Robinhood Revives Old Dream of Free Online Stock Trading

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It's alive! (Or rather, it's "live.")

Ever since its video appeared on vimeo.com about a year ago, individual investors have been hearing about a new stock trading service called "Robinhood" that promises fee-free investing. And now it's here.

Introducing Robinhood

Aimed at on-the-go investors, Robinhood promises to permit commission-free trading to individual investors using their iPhones, iPads and iPod Touches. (The company says versions of its software for Android devices and for Web use are in the works.)

Now, fee-free stock trading isn't exactly a new idea on the Internet. Back during the dot-com heyday, sites like Freetrade.com and Zecco.com that promised free or nearly free stock trading were a dime a dozen. But the realities of the market -- such as that if you want your company to remain solvent and independent, it has to get money from somewhere -- led to these ventures either disappearing or getting bought out by savvier businessmen.

More recently, we've seen limited forays into free trading by the likes of Loyal3, which offers free online trading and adds the twist of allowing you to buy fractional shares. But Loyal3 only lets you buy 64 available stocks -- Intel (INTC) but not AMD (AMD), Kellogg (K) but not General Mills (GIS), Dunkin' Brands (DNKN) but not Domino's Pizza (DPZ).

Robinhood is different, promising to enable purchases of more than 5,000 different "U.S. equities and exchange trade[d] funds (ETFs) listed on major U.S. exchanges" such as the NYSE and Nasdaq. What's more, the service, which is currently in version 3.0.3, is still being upgraded, and Robinhood says it is "working on" adding "foreign domiciled securities, OTC securities, options, warrants, or mutual funds" to its offerings.

Three Taps, Zero Dollars

So how does it work? Well, first, you need to either receive an invitation from someone who's already using Robinhood, or apply for a spot on the waiting list for your own invitation. (It took me about three months to go from waiting list to invite, if that's any help.) But once that invitation arrives, the process is pretty straightforward: Fill out a few forms online, link a bank account to Robinhood and transfer some money to fund your account, download the mobile app to use the service, then log into it and set up a PIN.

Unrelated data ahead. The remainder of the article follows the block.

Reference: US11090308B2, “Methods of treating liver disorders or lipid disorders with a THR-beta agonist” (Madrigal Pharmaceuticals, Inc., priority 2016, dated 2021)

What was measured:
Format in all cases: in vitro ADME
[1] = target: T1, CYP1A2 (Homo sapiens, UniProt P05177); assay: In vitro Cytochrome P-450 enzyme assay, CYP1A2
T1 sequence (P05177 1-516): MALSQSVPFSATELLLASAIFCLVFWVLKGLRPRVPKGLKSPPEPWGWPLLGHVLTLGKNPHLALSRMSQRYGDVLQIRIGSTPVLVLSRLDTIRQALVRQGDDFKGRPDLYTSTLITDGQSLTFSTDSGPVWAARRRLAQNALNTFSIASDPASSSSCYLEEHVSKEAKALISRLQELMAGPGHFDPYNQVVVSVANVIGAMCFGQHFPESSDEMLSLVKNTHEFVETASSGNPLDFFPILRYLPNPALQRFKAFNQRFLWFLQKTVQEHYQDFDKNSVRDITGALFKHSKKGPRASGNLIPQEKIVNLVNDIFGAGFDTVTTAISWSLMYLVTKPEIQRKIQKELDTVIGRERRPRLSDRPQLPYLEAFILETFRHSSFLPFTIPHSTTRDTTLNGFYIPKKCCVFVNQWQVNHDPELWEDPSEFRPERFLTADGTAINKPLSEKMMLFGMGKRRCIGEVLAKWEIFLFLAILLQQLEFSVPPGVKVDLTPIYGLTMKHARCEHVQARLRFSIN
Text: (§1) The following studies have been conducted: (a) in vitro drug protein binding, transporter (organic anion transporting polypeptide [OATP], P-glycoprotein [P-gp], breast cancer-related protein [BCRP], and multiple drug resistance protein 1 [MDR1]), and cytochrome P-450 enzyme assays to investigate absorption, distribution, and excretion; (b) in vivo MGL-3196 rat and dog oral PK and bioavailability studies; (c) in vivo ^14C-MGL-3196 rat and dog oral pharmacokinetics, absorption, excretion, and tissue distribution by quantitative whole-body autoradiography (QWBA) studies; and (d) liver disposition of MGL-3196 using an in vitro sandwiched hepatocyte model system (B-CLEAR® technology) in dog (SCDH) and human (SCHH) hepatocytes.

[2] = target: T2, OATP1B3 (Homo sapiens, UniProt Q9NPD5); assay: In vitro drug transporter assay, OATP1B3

At that point, you're ready to trade. Robinhood initially presents you with a short list of its "most popular stocks... based on the trading activity of Robinhood customers." (In case you're interested, Robinhood investors have a particular affinity for Apple (AAPL) and Starbucks (SBUX) -- of course -- but also for Disney (DIS), and ... Kroger (KR), of all companies!

But by tapping the search icon, you can search through the service's vaunted 5,000 offerings for anything else that appeals to you. Once you find one, Robinhood says it "couldn't be easier" to make a trade: "Three taps... I just bought some stock. Zero commission."

At present, the system is pretty bare-bones -- which isn't necessarily a bad thing for new investors, who should probably keep things simple to start. Press the "buy" button and you won't accidentally buy a stock that you were just hoping to window-shop. Rather, this button opens an order form where you can see the current price of the stock. If you like the price, you can enter a "market order" to buy it. If you don't like the price, you can switch to a "limit order," and enter the price you would prefer to pay.

If the stock reaches your desired price before the trading day ends, Robinhood will buy it for you. If not, the order will be canceled -- with no fee charged to you in either case.

How Do They Do That?

Robinhood says they can offer fee-free stock trading by:
  • First, earning interest on any money you have in your account with Robinhood that's not presently invested in stocks (i.e., they take the interest. They don't pay you the interest).
  • And second: "cutting out the fat -- hundreds of storefront locations, manual account management, expensive Super Bowl ads, etc." that more traditional online brokers pay for.
Robinhood is also looking into other ways to fund its operations, such as by offering margin accounts to enable its customers to short-sell stocks, and collecting interest on those. Whether this will be enough to enable Robinhood to survive and thrive where so many "free stock trading" services have failed remains to be seen.

But so far, so good.

A dedicated PC guy, Motley Fool contributor Rich Smith had to borrow his daughter's iPad to try out Robinhood. He's looking forward to the day they roll out software for running Robinhood off a "real" computer.

The Motley Fool recommends Apple, Intel, Starbucks and Walt Disney. The Motley Fool owns shares of Apple, Starbucks and Walt Disney. Try any of our Foolish newsletter services free for 30 days. Want more free things? Check out our free report on one great stock to buy for 2015 and beyond.​
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